Elonda Clay is the Director of the Library at the Methodist Theological School in Ohio. She is also a scholar of religion and PhD candidate in Theology and Religious Studies at Vrije Universiteit Amsterdam, Netherlands. Her work has been supported by the American Society for Human Genetics, the Forum for Theological Education, the John Templeton Foundation, the Andrew Mellon Foundation, the United Methodist Women of Color, GreenFaith Coalition for the Environment, and Forschungsinstitut für Philosophie Hannover (Research Institute for Philosophy Hannover, Germany).
Her dissertation, Reel DNA Ancestry: Race, Sacred DNA, and Myth in Media Portrayals of African Americans and Genetic Ancestry examines how direct-to-consumer genetic ancestry, genealogy television, and popular racialized notions of biology are mediated and remediated through popular entertainment media and the Internet. It is argued that media framing of the explanatory powers, mystical meanings, or sacred status of DNA and appeals to narratives of origins, race, and new DNA ethnicities present in popular entertainment involve remediating cultural and archival memory while concurrently mediating genomic science. Her work reframes the intermediality of genetic ancestry stories by examining how media representations stage visual materializations of race, roots, and genetic return in order to assert the importance of DNA as a crucial form of ancestral proof and self-identification. While media portrayals of African Americans and genetic ancestry popularize a post-genomic respatialization of genealogy, they are still heavily invested in reifying biological differences between populations.
Clay currently serves on the American Academy of Religion steering committees for Media, Religion, and Culture and Critical Approaches to Religion and Hip Hop. She has earned graduate degrees from the University of Missouri-Columbia (M.A., Library and Information Science), the Interdenominational Theological Center (M.Div.), LSTC (M.Th. in Religion and Science) and received her undergraduate degree from Kansas State University (B.S., Physical Science).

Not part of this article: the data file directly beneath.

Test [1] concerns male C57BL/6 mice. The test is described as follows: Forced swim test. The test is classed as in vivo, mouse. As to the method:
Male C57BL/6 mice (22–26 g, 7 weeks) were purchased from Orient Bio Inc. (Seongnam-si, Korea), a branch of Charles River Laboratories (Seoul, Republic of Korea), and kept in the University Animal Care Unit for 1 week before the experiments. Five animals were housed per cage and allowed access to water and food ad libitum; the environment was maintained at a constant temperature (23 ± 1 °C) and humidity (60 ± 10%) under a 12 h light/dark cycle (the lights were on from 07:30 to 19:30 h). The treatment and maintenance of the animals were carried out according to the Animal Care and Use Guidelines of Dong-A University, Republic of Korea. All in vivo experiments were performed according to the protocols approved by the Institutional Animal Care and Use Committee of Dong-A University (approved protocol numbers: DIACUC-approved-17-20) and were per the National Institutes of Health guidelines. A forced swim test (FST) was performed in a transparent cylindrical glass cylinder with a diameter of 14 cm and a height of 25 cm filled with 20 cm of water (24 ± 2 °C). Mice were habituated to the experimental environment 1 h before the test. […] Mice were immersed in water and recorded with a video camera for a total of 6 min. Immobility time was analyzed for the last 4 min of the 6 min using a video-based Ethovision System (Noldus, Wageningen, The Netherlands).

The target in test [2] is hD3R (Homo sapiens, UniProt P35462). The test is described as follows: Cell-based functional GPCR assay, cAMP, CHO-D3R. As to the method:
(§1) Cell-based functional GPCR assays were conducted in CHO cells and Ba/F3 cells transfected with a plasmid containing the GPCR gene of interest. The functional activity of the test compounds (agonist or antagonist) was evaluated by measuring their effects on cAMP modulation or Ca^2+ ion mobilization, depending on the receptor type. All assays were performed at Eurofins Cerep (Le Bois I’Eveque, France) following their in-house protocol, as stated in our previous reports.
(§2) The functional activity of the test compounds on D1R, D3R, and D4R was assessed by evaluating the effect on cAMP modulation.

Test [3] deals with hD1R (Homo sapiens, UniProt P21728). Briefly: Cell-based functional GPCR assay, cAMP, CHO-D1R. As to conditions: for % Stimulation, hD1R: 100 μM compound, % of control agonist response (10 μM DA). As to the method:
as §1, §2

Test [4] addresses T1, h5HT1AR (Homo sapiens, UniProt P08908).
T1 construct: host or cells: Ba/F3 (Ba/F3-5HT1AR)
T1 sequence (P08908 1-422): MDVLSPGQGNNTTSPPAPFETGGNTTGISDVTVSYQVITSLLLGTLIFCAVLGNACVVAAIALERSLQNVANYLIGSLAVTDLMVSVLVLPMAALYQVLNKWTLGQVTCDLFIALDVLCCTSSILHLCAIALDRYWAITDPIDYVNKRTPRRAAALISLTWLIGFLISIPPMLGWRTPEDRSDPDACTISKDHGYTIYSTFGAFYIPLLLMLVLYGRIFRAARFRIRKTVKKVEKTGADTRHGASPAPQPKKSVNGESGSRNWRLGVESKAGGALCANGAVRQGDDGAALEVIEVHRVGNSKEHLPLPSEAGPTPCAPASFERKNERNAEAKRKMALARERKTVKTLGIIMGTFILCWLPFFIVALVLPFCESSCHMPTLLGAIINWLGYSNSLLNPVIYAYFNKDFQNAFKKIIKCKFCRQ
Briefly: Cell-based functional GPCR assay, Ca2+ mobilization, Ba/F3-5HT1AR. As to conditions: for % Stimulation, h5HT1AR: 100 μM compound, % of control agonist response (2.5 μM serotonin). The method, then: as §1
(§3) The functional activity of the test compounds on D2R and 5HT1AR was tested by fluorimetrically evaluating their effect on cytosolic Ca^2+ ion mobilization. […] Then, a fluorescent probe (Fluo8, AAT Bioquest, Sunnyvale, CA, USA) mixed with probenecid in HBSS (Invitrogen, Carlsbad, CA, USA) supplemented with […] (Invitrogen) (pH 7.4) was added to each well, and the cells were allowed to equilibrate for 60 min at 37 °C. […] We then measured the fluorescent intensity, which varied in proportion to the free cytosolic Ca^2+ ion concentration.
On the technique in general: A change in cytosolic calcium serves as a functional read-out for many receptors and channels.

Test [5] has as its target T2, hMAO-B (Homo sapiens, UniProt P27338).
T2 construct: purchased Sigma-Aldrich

At MTSO, Elonda has worked on issues of librarianship as anti-racist work and building dialogues on science denialism between scientists and religious leaders. In addition to her academic writing, her poetry collection, “Know That You Have Been Loved, blends forms and genres to address core themes of Womanist wisdom: family, love, survival, resistance, resilience, and laughter.
On the Book, Know That You Have Been Loved
Through this poetry collection, Elonda Clay explores how deep family ties, love and its substitutes, grief, struggle, and laughter possess the potential to inspire growth, healing, activism, and self-love for each of us. Ever grounded in the legacies of her ancestors and American history, Clay uses historical turning points and concern for the earth’s well-being as contemplation companions. Know That You Have Been Loved is her debut poetry collection and the first book in the Words from the Well of a Black Woman’s Life series.